One of the biggest problems in working with silver is tarnishing. You have this lovely piece of silver that you made and after three months in the display window it looks like a dogs-breath. So you polish it, and put it back. Three months later the piece is tarnished again. After a few of these cycles, and if the piece does not sell quick, it starts looking worn and old from all the polishing. What once was pristine now looks old and unsellable because all the corners are now rounded and detail has been lost.
In St. Maarten, at the sea, this problem is magnified . Things tarnish very quickly, and it becomes a real mission to keep multi metal pieces in good condition. Heat- blued titanium does not like being polished inadvertently while the silver surround is being polished.
Also, I like working in silver. Gold is too expensive to work in with a "devil may care about the weight" attitude. Silver is not. So I like to work my 'over the top' pieces is silver. Apart from the ever present tarnishing problem.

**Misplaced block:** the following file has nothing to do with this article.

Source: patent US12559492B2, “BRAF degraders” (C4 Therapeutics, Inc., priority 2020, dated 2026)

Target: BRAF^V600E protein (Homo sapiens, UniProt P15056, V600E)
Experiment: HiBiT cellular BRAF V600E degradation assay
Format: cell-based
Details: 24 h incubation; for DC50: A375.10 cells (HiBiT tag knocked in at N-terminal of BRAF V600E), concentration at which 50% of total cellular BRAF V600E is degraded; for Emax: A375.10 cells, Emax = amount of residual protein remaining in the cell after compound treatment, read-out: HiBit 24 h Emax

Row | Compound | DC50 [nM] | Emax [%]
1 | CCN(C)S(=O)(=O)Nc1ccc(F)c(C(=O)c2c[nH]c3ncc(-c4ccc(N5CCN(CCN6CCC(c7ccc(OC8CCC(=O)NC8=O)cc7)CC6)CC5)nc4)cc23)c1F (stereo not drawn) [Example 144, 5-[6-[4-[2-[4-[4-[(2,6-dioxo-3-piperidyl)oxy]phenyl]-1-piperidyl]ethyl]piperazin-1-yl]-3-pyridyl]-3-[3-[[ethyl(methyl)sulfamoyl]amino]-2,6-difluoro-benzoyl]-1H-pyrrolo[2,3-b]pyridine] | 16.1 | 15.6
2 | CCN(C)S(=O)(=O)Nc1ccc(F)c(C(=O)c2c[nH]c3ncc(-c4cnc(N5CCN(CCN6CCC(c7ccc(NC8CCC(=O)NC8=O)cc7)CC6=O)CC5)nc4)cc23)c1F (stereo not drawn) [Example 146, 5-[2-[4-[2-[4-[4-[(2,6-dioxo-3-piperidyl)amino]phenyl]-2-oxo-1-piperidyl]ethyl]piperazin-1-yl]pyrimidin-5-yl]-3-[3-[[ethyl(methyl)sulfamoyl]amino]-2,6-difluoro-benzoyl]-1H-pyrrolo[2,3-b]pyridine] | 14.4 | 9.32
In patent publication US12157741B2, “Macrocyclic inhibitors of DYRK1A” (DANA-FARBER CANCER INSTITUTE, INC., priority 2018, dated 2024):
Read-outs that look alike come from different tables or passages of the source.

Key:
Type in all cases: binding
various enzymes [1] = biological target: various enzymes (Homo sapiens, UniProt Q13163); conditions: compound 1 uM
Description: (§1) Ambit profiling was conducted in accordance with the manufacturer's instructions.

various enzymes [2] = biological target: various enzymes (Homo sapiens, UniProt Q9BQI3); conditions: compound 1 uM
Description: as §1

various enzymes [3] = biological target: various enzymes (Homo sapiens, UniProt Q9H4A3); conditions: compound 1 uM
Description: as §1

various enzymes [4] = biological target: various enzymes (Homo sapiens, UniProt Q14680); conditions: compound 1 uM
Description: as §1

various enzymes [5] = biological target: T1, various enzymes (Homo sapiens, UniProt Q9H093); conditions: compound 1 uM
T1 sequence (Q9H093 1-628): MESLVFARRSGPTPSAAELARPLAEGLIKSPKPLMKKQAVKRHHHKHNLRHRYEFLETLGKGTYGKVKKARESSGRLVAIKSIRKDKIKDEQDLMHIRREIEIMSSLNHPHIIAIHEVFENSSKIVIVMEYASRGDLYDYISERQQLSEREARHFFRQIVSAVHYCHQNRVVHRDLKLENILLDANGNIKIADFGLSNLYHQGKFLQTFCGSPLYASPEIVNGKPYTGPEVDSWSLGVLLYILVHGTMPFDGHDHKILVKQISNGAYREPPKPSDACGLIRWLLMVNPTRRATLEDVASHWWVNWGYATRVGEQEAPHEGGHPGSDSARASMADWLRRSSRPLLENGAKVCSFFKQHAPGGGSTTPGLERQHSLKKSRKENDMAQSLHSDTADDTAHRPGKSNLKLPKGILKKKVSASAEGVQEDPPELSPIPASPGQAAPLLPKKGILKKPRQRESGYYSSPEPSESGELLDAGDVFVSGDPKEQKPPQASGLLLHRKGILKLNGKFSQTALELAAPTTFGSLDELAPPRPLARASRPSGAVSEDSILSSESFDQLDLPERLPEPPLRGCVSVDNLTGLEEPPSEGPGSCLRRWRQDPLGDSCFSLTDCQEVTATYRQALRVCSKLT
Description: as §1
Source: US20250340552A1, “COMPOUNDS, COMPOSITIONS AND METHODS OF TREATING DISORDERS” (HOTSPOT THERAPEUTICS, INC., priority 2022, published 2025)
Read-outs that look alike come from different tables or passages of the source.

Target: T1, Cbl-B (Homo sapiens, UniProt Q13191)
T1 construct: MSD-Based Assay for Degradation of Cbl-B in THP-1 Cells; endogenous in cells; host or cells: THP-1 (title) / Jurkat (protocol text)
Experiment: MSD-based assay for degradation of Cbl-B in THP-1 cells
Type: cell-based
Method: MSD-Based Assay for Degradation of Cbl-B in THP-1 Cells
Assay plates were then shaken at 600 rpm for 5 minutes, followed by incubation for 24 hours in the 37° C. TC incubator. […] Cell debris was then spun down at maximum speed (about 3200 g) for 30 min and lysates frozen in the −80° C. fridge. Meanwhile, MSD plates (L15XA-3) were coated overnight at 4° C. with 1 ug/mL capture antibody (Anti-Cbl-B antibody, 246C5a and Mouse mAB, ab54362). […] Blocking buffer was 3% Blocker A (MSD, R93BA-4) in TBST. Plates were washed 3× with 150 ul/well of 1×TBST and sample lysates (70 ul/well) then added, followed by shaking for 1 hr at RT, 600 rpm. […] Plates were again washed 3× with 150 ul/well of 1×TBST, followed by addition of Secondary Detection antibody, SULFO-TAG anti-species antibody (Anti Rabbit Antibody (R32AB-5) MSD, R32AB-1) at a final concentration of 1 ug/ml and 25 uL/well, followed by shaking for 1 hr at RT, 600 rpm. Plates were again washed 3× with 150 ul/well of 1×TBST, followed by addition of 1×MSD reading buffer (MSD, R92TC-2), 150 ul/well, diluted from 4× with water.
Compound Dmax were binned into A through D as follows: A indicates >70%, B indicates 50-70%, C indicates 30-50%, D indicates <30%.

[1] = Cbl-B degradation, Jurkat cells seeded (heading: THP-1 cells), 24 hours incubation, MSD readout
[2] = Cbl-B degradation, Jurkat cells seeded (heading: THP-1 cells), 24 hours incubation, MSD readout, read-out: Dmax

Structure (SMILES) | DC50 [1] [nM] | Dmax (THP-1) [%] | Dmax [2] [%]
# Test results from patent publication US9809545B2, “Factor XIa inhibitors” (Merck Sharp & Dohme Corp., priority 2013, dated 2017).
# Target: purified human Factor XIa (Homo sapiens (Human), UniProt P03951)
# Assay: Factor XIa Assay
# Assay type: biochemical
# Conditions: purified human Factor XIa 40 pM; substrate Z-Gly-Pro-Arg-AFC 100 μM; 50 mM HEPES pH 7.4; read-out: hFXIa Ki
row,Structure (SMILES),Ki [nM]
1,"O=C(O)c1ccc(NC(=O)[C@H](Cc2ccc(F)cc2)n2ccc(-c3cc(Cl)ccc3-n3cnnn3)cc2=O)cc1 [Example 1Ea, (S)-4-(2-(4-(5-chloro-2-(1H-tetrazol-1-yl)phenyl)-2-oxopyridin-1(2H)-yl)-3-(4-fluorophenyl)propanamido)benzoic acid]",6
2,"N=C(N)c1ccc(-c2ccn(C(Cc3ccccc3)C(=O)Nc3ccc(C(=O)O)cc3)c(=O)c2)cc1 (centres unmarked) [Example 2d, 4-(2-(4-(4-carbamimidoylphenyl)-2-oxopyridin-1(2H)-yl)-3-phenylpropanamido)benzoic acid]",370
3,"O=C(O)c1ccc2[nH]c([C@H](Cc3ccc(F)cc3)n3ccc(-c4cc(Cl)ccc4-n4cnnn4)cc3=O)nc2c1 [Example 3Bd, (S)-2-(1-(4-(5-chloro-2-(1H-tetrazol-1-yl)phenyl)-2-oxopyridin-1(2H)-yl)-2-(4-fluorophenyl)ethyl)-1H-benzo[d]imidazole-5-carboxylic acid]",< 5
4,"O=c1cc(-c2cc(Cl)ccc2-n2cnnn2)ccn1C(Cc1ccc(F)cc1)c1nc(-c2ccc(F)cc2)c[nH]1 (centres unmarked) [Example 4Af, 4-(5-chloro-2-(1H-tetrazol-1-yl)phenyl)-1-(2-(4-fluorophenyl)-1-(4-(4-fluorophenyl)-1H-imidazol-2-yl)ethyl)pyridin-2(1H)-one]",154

So when I read in the Rio-Grande catalogue that palladium can be electro plated directly over silver, I ordered the solution from them. It costs $92 so it is not too cheap.
I had one of my 'over the top' silver rings that I had just finished and I decided to use this and a control ring, on the right, as the test.
This is a picture in a 'light tent' of the silver and gold ring on the left that has been plated with palladium. On the right is the 'control' ring, freshly polished, made of silver and gold. The palladium has a dark, hard, chrome look. It is not to bad if you put it in the window, but it does have a non-silver look. Not warm at all. I was not happy with this experiment at all.
So then, on the instructions on the rhodium bottle, it says that rhodium can be plated directly over platinum. You can't plate it smack over silver, because of the base metals in stirling, I am told.
Well, I figured that since palladium is one of the platinum group of metals, it probably would be OK to plate rhodium over the palladium. I mean, it would not screw up my rhodium solution, since base metals like copper and zinc do that. And be live me, you can screw up your rhodium solution mighty fast if you not careful.
Okay so it is not the silver colour, but it is better than the palladium. It has the chrome look that rhodium always has, but not as much grey as palladium. Anyway, this is a partial solution to tarnishing silver. Not the best, but in multi-metal pieces that I like making, I am going to go this way.
Obviously, in a years time I will be able to give a better road report.
While plating, I masked the gold with black spray enamel paint and a fine brush.I take it off with a solution of paint thinners and acetone.